Harry had to be strapped to a bed, to restrain him from going to her side while he was treated for his injuries. Finally, they brought him in a wheel chair to see Pearl. She was on the critical list for 8 weeks and hospitalized for 3 and a half months. She had blood transfusions for days and was in traction for her broken pelvis and leg. At one point, the doctor told her she would never walk again. She looked up at him and said very clearly, “We’ll see.

During her stay, she found that helping other patients was important to her recovery. The doctors sent the patients in and she would talk with them and encourage them. She couldn’t move in traction and her head was kept straight, but it became part of her routine. She was answering Hillel’s second question. Harry returned with the children to Margate in the early weeks and flew down every other weekend. The three boys came down with measles and he kept track of their meds with lipstick on the bathroom mirror.

When Pearl finally came home in July, she weighed 68 pounds. By October, she was able to maneuver on crutches and a walker. She worked hard with physical therapists to build the strength and mobility in her legs and right arm. Cecile and friends did the cooking. Harry took care of the boys when he came home from work. Two years after the accident they flew to Florida and she walked into the office of the doctor who said she would never walk again.

Pearl never forgot her promise to her mother, and in the decade that followed, she went to Atlantic Community College and took courses to receive her GED, high school diploma. It was just the beginning. In the years that followed, she would complete a four year college degree at Glassboro and work with pre-school children, first as an assistant and then as the head teacher at Friend’s School in Atlantic City. After the school closed, she taught for ten years at the Hebrew Academy. Some of you here today or your children may have been her pupils.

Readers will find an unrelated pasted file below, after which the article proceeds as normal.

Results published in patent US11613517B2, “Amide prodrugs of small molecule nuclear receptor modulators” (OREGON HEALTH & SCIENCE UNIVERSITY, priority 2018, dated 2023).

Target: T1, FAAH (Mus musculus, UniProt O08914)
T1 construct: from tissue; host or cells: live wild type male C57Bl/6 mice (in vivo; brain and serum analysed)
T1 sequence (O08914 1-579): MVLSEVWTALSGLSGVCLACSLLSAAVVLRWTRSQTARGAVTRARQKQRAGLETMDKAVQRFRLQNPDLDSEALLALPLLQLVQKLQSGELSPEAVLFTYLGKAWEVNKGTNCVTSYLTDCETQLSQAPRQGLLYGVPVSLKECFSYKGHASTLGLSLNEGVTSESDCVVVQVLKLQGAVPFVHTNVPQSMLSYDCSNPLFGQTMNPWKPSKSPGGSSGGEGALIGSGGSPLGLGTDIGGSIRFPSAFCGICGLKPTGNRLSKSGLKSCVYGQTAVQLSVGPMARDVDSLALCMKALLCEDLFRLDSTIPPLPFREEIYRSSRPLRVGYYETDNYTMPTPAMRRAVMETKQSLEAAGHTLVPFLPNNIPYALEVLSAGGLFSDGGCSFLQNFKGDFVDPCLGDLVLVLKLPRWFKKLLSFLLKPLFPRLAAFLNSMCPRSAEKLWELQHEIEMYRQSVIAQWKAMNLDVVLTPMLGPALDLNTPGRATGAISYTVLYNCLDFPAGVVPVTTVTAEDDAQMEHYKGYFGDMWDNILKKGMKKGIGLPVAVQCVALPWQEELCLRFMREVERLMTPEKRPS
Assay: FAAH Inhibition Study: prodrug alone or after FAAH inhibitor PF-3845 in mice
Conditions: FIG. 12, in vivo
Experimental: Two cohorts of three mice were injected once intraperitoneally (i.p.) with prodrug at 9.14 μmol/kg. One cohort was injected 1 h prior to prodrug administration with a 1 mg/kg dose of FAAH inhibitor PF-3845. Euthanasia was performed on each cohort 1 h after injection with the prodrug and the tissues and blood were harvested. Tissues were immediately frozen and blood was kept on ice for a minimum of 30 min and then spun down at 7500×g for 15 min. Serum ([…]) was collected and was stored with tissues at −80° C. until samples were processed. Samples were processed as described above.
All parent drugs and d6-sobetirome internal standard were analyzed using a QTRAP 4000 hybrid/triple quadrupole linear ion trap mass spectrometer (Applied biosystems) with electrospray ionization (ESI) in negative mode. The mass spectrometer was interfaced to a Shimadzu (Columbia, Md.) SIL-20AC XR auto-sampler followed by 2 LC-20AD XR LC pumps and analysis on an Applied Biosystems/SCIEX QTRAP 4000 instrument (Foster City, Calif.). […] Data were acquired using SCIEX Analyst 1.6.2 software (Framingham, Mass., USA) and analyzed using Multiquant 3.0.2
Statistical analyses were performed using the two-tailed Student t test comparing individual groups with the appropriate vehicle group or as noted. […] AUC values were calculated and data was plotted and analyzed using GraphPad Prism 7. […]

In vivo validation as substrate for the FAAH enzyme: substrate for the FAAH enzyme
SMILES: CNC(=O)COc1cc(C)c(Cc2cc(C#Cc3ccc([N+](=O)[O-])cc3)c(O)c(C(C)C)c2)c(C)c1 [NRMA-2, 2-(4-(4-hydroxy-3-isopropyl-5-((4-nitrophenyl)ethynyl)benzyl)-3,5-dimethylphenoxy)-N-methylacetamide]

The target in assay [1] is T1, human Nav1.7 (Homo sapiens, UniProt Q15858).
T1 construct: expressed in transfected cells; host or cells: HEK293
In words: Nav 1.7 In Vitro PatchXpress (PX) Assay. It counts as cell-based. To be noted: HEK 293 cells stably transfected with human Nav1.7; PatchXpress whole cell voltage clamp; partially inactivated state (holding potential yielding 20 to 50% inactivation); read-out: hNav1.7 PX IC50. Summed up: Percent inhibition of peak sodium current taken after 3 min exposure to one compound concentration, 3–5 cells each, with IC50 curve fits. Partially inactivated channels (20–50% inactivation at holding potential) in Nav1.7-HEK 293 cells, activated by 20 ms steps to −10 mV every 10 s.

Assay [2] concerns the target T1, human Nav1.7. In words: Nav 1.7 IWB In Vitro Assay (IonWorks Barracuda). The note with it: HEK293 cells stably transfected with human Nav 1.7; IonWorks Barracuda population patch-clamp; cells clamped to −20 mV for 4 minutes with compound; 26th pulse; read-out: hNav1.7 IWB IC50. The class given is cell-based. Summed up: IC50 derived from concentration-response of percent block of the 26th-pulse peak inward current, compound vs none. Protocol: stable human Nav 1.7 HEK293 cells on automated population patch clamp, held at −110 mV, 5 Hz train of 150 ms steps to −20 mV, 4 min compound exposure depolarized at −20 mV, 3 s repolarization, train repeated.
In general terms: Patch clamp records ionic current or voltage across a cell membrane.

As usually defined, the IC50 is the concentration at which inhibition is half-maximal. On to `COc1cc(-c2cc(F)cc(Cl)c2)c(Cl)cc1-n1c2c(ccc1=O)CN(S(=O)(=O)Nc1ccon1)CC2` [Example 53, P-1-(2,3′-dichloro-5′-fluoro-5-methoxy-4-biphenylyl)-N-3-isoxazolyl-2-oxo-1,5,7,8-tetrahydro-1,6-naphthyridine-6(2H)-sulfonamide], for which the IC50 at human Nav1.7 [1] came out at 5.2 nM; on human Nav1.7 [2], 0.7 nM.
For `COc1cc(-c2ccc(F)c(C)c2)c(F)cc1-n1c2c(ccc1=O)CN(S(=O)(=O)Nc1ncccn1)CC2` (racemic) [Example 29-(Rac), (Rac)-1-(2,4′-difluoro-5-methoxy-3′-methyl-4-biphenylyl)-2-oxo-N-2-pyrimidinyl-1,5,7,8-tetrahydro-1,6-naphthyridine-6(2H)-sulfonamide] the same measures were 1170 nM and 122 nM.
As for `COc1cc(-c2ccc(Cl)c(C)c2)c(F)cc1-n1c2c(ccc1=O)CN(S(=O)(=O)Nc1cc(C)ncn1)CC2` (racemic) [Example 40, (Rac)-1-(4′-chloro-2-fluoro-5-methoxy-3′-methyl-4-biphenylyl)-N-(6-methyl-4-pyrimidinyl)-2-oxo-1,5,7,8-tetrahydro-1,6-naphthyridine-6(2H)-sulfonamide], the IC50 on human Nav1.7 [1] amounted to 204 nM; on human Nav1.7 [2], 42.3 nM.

Pearl was active at Beth Judah and in the community. She coordinated a group of women who cooked and delivered meals to those who were ill or in a period of bereavement. According to Jewish tradition, she cared for the bodies of women who had died and sat with them for a proscribed time period. She and Harry arrived early every morning at Beth Judah to prepare the coffee and bagels for members who came to say the Mourners’ Kaddish. She also took a job at South Jersey Airways because of the perks. She wanted to travel. And they did. She called those years, “the happiest times.”

On January 30, 1992, fate intervened again.. They were in California visiting her brother Victor and sister-in law Margaret, who always said, Pearl was the most fun at family parties. They were driving in a car with a friend, Claire at the wheel. It was 8:30 at night when once more they were in a disastrous car accident. Although Pearl was wearing her seat belt , she was thrown forward through the windshield and had to be freed by the Jaws of Life. Neither Claire nor Harry in the back were injured.

Pearl was flown by helicopter to the nearest hospital . She was in and out of consciousness and joking with the men who were saving her life. She lsaid, ,“Oh, I always wanted to go for a ride in a helicopter!” . Pearl was very badly hurt but the internal injuries were not as critical as the first accident. She suffered broken bones in both legs. One ankle was smashed and one hand had serious damage. She spent weeks in three different hospitals for recovery and rehabilitation. They taught her how to walk again. She praised them because they never said she couldn’t do it.
Harry flew back and forth to be with her as he had 34 years earlier. It would be almost 4 months before she could return home. She was in a wheelchair first, then crutches and a walker. She persevered with exercise, walking and therapy in a pool. One leg was shorter than the other and she wore special shoes, but she danced at her grandson, Daniel’s bar mitzvah in l998!

Pearl had eight operations after she left the hospital in l992, including taking the metal bars out of her legs. Then, she and Harry took their first trip to Europe in l997. They visited friends in Tuscany and she walked very slowly up the steep path to Orvieto. Nothing daunted her heroic spirit!

Pearl always praised Harry and how he encouraged her through the darkest times. She said, “ He encouraged me to go back to school. He encouraged me to drive the car again after both accidents. He always was there to encourage me to overcome my fears.” During Pearl’s last long illness, she fought impossible odds to get better so she could be there for Harry. ….Her remarkable life story and his story were intertwined to the end.